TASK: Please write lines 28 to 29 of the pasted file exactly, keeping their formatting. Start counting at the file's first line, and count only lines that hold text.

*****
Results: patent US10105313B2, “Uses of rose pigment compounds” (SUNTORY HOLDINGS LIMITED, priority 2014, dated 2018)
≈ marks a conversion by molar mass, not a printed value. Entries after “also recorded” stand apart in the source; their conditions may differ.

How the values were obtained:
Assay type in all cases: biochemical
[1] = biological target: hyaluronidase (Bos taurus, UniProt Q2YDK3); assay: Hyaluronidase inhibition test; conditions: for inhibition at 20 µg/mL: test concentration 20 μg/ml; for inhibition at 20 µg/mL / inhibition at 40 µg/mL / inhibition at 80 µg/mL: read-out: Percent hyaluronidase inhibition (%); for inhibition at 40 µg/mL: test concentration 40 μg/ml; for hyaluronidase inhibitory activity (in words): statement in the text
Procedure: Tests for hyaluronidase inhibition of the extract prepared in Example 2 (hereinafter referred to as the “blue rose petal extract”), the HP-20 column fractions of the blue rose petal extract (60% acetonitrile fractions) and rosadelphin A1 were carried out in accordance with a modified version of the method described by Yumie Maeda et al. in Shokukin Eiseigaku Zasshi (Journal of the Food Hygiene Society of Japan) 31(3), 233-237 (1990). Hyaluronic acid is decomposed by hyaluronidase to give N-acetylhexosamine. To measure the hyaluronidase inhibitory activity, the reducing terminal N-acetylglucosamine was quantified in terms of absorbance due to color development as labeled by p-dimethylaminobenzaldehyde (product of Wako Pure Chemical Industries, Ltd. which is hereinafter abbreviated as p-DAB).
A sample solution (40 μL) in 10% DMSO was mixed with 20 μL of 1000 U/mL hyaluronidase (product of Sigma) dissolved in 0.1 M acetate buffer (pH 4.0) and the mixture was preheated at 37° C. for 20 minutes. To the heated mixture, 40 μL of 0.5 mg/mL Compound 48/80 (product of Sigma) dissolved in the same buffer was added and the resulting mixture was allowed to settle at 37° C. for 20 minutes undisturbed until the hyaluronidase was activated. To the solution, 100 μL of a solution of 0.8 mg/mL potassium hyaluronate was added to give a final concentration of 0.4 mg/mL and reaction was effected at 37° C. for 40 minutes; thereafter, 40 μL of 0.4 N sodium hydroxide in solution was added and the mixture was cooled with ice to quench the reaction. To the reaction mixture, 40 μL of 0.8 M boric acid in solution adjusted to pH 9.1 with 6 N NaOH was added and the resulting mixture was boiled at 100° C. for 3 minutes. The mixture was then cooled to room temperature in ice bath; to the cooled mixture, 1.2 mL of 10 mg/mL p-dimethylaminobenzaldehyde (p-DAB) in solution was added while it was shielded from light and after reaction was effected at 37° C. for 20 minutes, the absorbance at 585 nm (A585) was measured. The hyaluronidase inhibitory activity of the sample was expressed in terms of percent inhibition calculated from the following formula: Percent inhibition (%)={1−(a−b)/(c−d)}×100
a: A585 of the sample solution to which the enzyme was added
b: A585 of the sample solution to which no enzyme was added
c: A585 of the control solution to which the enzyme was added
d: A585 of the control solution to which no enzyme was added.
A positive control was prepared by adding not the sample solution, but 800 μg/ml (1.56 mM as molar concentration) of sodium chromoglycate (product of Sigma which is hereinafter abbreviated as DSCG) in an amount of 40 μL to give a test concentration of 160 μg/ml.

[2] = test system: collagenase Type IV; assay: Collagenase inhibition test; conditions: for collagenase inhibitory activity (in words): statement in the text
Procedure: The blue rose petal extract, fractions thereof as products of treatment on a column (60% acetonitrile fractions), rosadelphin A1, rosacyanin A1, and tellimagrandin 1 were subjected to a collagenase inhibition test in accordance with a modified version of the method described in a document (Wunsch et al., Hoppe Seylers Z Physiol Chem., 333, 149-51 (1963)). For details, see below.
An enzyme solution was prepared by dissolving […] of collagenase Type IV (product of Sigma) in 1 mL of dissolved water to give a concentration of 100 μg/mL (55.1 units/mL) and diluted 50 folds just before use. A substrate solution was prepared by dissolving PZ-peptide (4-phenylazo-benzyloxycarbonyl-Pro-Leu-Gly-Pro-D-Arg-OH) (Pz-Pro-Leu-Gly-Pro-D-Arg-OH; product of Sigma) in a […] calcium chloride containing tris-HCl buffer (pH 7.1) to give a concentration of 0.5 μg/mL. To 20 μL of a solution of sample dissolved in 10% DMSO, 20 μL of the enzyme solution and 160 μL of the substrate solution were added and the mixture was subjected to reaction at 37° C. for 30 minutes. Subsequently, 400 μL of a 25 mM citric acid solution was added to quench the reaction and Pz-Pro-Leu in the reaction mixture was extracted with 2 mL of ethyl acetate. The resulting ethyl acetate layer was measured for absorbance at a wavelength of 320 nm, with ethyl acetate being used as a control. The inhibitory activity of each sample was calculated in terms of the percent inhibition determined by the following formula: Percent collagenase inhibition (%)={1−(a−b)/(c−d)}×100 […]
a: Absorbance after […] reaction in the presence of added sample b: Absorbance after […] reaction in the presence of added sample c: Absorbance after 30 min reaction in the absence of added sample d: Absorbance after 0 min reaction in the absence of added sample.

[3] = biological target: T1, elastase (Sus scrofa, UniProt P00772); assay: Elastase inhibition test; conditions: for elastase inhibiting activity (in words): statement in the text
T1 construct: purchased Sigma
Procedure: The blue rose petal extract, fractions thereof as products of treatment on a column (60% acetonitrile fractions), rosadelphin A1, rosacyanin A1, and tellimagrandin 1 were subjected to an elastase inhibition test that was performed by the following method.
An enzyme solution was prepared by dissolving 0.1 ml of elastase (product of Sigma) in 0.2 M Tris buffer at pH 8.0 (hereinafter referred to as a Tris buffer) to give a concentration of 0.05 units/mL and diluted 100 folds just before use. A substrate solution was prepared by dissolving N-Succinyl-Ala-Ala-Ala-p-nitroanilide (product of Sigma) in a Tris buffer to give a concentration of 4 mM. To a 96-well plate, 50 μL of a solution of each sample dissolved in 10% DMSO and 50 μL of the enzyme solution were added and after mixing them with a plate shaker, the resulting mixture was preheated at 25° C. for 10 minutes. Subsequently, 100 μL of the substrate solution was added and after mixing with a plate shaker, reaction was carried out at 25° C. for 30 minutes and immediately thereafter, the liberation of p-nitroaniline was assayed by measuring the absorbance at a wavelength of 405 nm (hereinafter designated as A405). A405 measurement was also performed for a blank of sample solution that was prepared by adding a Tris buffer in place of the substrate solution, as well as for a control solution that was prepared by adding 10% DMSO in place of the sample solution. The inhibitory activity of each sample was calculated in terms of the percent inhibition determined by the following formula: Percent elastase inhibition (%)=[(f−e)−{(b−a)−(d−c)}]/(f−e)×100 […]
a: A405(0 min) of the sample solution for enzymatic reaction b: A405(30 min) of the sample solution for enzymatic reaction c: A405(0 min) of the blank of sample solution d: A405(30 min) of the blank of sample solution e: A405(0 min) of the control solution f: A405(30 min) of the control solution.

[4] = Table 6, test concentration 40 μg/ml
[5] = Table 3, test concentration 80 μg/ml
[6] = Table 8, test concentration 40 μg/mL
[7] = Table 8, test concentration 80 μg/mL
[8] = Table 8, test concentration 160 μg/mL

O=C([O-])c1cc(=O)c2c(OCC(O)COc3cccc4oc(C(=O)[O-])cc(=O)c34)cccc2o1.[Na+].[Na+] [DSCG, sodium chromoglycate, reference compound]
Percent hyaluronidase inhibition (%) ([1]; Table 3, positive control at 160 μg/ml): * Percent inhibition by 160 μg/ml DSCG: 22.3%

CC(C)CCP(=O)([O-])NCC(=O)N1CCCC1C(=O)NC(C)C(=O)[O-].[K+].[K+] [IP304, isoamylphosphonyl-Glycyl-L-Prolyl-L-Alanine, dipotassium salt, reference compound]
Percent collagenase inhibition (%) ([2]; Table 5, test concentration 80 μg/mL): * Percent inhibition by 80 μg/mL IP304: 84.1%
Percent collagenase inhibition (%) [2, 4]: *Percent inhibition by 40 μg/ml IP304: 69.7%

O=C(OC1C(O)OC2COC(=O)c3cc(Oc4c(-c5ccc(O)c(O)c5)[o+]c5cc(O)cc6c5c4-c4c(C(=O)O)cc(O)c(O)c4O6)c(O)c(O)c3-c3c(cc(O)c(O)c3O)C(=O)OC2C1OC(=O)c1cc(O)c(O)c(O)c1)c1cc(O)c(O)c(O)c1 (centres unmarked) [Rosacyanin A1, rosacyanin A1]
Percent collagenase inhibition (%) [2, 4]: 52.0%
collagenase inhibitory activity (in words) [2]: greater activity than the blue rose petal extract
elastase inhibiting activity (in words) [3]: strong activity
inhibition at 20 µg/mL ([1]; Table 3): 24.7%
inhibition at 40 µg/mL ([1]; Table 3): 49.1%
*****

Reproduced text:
Percent hyaluronidase inhibition (%) ([1]; Table 3, positive control at 160 μg/ml): * Percent inhibition by 160 μg/ml DSCG: 22.3%

CC(C)CCP(=O)([O-])NCC(=O)N1CCCC1C(=O)NC(C)C(=O)[O-].[K+].[K+] [IP304, isoamylphosphonyl-Glycyl-L-Prolyl-L-Alanine, dipotassium salt, reference compound]